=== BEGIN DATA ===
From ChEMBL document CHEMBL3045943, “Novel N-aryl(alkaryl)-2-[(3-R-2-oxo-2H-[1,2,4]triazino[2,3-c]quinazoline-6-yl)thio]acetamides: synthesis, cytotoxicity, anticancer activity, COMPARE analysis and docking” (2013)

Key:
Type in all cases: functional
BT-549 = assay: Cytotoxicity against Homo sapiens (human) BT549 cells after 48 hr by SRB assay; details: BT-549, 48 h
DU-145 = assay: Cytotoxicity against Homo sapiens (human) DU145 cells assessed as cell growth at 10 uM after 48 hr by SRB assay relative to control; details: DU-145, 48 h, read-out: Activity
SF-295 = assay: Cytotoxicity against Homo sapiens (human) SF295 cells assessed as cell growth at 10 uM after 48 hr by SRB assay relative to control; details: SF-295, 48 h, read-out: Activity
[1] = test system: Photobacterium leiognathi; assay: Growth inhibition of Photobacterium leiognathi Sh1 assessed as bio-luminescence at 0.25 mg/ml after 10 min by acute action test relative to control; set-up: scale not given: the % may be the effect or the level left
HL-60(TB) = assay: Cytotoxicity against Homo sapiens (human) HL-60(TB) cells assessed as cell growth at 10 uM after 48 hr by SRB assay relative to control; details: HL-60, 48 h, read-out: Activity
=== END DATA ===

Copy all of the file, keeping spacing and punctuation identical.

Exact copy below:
From ChEMBL document CHEMBL3045943, “Novel N-aryl(alkaryl)-2-[(3-R-2-oxo-2H-[1,2,4]triazino[2,3-c]quinazoline-6-yl)thio]acetamides: synthesis, cytotoxicity, anticancer activity, COMPARE analysis and docking” (2013)

Key:
Type in all cases: functional
BT-549 = assay: Cytotoxicity against Homo sapiens (human) BT549 cells after 48 hr by SRB assay; details: BT-549, 48 h
DU-145 = assay: Cytotoxicity against Homo sapiens (human) DU145 cells assessed as cell growth at 10 uM after 48 hr by SRB assay relative to control; details: DU-145, 48 h, read-out: Activity
SF-295 = assay: Cytotoxicity against Homo sapiens (human) SF295 cells assessed as cell growth at 10 uM after 48 hr by SRB assay relative to control; details: SF-295, 48 h, read-out: Activity
[1] = test system: Photobacterium leiognathi; assay: Growth inhibition of Photobacterium leiognathi Sh1 assessed as bio-luminescence at 0.25 mg/ml after 10 min by acute action test relative to control; set-up: scale not given: the % may be the effect or the level left
HL-60(TB) = assay: Cytotoxicity against Homo sapiens (human) HL-60(TB) cells assessed as cell growth at 10 uM after 48 hr by SRB assay relative to control; details: HL-60, 48 h, read-out: Activity